Obama's Scandalous Legacy

He has given Americans new reason to distrust the government.

Commentary by Pete du Pont

It's too early to tell if May will be remembered as marking the beginning of a failed second term for President Obama, but it is clear the atmosphere in Washington has changed. We don't yet know the full impact of new revelations about last September's attack in Benghazi, the political abuse of the Internal Revenue Service, and the Justice Department's secret surveillance of journalists, but we do know there are questions in Congress and among a suddenly energetic Washington press corps, questions likely to affect the president's agenda and legacy.

If the scandals do cause long-term damage, it will be because they point to failings of this president and his administration. The Benghazi tragedy shows the naiveté of thinking that our nation would be loved and the world safer simply because of the power of Mr. Obama's personality. The IRS abuses and Justice's snooping on the press, reminiscent of the worst of President Nixon, highlight for all the danger of larger government involvement in our lives.

Because of congressional hearings and some excellent reporting, Benghazi is finally garnering the attention it deserves. It's not often that reporters in the White House briefing room openly challenge this administration, and questions about its actions before, during and after the attack seem likely to remain in the news.

Not everyone thinks such interest is warranted. In January, then-Secretary of State Hillary Clinton famously fumed, "What difference, at this point, does it make?" when asked about the attack's origin. White House press secretary Jay Carney called certain questions about the administration's actions a "distraction," and Mr. Obama himself dismissed Benghazi as a "sideshow."

But, of course, it's not a distraction or a sideshow. Four Americans were killed during the attack: information officer Sean Smith, security staffers Tyrone Woods and Glen Doherty, and U.S. Ambassador Christopher Stevens. The families of these men, who died serving our nation, deserve answers.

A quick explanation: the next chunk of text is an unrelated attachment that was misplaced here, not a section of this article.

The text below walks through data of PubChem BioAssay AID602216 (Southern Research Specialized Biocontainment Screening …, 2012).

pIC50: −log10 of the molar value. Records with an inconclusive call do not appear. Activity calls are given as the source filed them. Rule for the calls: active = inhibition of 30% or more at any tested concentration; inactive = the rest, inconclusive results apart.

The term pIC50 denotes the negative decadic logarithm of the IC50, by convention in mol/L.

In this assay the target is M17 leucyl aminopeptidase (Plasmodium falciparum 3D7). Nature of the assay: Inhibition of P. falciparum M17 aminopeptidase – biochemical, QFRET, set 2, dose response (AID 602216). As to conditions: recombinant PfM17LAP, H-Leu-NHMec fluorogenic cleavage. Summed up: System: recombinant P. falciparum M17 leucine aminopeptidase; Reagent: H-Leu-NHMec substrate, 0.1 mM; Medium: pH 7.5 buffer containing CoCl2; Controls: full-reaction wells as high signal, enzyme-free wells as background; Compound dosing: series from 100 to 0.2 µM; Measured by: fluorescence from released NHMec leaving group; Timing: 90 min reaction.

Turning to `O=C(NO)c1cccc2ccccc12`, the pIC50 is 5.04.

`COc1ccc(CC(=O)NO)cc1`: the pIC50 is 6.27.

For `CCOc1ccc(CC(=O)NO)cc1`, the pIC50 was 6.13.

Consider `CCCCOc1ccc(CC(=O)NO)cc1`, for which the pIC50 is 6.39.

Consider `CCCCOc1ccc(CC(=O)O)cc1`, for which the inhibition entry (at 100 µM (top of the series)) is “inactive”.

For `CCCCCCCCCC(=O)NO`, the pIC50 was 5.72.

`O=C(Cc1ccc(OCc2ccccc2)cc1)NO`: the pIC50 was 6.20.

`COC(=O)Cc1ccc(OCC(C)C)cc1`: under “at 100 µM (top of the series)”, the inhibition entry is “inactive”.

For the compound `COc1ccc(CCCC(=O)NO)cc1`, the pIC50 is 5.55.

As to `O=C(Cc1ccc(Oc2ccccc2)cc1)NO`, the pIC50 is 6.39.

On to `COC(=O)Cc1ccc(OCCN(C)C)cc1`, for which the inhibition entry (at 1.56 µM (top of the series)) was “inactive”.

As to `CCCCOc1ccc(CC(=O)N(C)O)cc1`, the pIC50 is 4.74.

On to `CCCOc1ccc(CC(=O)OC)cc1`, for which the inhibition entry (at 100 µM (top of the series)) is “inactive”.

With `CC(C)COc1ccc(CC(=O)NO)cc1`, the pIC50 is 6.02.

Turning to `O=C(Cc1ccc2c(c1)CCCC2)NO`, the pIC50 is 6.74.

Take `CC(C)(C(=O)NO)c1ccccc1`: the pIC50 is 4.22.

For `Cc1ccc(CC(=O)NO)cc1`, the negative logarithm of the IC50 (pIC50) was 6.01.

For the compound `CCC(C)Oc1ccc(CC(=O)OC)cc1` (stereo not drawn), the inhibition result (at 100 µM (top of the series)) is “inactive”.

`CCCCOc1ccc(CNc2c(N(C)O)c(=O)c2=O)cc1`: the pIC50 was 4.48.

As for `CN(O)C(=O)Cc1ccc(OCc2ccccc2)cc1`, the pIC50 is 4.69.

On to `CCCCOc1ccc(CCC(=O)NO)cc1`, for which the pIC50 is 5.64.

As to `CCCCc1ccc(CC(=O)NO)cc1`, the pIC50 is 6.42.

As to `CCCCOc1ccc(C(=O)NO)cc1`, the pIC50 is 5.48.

All Americans should want to know why nothing was done to help the diplomatic staff while the attack went on, in one form or another, for 10 hours. What options were presented up the chain of command? Is it true that servicemen available to attempt a rescue were told to stand down? Why were security plans so lacking in such a volatile part of the world? Answering these questions is critical in helping to prevent future attacks.

There are political questions on Benghazi. Why were the infamous talking points revised a dozen times and scrubbed of references to al Qaeda and other information possibly unfavorable to the president's re-election effort? Why did the administration continue to tell the American people the attack was fueled by an anti-Muslim video when they knew almost from the beginning that was false? Is it true the White House, as George Will has posited, "systematically misled" us?

The IRS scandal is just as significant. There are few greater threats to our democracy than the use of the IRS, or any part of government, to harass, punish or thwart an administration's perceived political enemies. The IRS actions are particularly disconcerting given its greatly expanded role under ObamaCare.

Mr. Obama called such activities unacceptable and the Justice Department launched a criminal probe, but IRS officials have been far less than forthcoming. We know higher-ups in the IRS knew about the abuse a year ago, including Steven Miller, who subsequently became acting commissioner and has since resigned under pressure. We need to know what was done to stop the practice and who was or will be terminated, and, importantly, who will face criminal charges. Much has been written about how the demonization of conservative groups by the president and his allies in Congress may have led IRS staff to think the targeting was right. Did anyone in the administration explicitly encourage such illegalities?

The secret searches of communications of the press could have a chilling effect, but more dangerous for the Obama team is that it is the press whose ox was gored in this scandal, perhaps rousing them from their five-year hibernation and focusing their attention not just on Benghazi and the IRS, but also on Fast and Furious, Health Secretary Kathleen Sebelius's alleged strong-arming of businesses she regulates, and other possible legal or ethical violations by members of the administration.

Will all this lead to impeachment, as some have speculated recently? Probably not, and certainly not now. But not being guilty of an impeachable offense is a low hurdle for a president focused on his legacy. For a man who came to office with the goal of expanding the role of government to better our lives, it would be quite a comedown to leave office with the main accomplishment of increasing the nation's distrust of government